BROKEN PROMISE

Charged with fraud and deceit, one of the US’s biggest for-profit colleges is paying out $95 million

The for-profit education industry is under attack.

Earlier this year, the US government vowed to hold schools more accountable for their graduates’ soaring debt—casting suspicion particularly on for-profit colleges, which have only 11% of the country’s students but manage to account for 44% of federal student loan defaults.

Now, the University of Phoenix, ITT Technical Institute, and Career Education Corp—some of the biggest names in the for-profit sector—are all being probed for deceiving students to boost revenue. Corinthian Colleges, a chain of 107 campuses, has filed for bankruptcy and is paying $530 million for trapping students into predatory private loans. And today (Nov. 16), giant college company Education Management Corporation (EDMC) is handing over $95.5 million to settle accusations that it received federal student aid by enrolling students through illegal means.

“Operating essentially as a recruitment mill, EDMC’s actions were not only a violation of federal law but also a violation of the trust placed in them by their students—including veterans and working parents—all at taxpayer expense,” Loretta Lynch, US attorney general, said of the settlement.

EDMC is the US’s second-largest for-profit college chain. Eight years ago, two ex-employees alleged that the company illicitly paid enrollment-based bonuses to its recruiters, pressured students to enroll regardless of their qualifications (breaking rules that prevent schools from pushing students into loans to boost revenue), and lied to the government about these actions to receive federal money. In 2011, the US Department of Justice hopped onto the lawsuit as well.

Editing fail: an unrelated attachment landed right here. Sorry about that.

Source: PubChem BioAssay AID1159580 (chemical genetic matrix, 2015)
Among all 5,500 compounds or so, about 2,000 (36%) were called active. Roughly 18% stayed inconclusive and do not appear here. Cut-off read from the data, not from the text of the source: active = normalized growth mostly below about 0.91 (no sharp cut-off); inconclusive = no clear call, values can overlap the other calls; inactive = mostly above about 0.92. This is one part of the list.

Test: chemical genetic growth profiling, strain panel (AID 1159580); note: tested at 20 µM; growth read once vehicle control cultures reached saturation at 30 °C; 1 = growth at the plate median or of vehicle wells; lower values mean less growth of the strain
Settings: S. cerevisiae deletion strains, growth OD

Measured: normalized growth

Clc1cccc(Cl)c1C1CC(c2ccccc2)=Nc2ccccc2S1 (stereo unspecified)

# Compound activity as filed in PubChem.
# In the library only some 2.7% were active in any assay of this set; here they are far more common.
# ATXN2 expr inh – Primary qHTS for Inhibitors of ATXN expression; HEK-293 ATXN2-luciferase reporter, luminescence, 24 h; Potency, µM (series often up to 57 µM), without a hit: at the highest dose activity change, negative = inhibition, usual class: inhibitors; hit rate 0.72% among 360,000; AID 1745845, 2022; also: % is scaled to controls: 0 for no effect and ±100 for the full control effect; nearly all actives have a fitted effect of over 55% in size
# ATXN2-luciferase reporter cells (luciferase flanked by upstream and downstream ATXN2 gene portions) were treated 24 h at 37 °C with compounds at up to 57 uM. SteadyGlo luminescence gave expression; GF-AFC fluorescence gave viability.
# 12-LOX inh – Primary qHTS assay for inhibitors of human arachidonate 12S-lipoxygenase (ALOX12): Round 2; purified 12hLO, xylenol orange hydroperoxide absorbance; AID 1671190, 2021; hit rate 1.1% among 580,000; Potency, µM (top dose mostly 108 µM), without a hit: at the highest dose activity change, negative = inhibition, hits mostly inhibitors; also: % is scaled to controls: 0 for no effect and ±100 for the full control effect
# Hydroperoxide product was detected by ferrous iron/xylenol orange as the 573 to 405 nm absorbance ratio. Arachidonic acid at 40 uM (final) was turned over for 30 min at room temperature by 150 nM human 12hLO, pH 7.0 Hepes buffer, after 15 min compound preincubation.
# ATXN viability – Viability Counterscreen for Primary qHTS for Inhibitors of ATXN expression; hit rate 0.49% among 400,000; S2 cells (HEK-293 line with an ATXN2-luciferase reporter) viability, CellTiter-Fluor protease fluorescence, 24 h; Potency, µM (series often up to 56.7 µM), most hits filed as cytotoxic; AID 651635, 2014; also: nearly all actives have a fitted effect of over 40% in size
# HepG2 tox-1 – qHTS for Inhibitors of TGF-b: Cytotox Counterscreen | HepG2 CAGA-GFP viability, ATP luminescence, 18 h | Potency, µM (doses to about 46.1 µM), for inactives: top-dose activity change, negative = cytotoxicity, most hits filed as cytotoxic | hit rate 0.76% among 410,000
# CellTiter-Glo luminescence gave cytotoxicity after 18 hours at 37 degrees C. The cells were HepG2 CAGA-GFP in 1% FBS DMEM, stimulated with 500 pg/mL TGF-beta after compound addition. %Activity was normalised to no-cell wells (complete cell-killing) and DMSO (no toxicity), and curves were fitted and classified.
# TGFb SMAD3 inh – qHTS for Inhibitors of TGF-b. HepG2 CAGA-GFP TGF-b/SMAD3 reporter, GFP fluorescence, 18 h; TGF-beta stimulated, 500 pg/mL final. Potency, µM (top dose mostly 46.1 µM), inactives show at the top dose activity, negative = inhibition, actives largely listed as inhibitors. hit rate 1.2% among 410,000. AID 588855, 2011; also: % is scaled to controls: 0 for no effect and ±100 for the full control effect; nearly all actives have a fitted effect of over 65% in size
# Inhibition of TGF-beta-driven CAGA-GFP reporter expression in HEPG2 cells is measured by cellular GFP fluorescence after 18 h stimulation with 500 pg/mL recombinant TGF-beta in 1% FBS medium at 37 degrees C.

Today’s $95.5 million penalty is still only 1% of the $11 billion in federal student aid that the Justice Department and multiple state attorneys general say EDMC fraudulently claimed from 2003 to 2011.

But the sum is the largest civil settlement involving false claims that the US Education Department has ever made, and it paves the way for more aggressive action against deceptive educational practices in the future.

“This settlement should be a warning to other career colleges out there: We will not stand by while you profit illegally off of students and taxpayers,” Arne Duncan, the US education secretary, said in a press conference.

EDMC says it continues to believe the allegations “were without merit” and it is glad to put “these matters behind us.”

The company, which operates 110 campuses under the names South University, Argosy University, the Art Institutes and Brown-Mackie College, has more than 100,000 students across the country. According to the settlement, the company promises to be more transparent with its students, forgive the debts of those who enrolled for fewer than 45 days from 2006 to 2014, and record all telephone and online conversations with prospective students. Nowhere in the settlement does EDMC admit to any wrongdoing.

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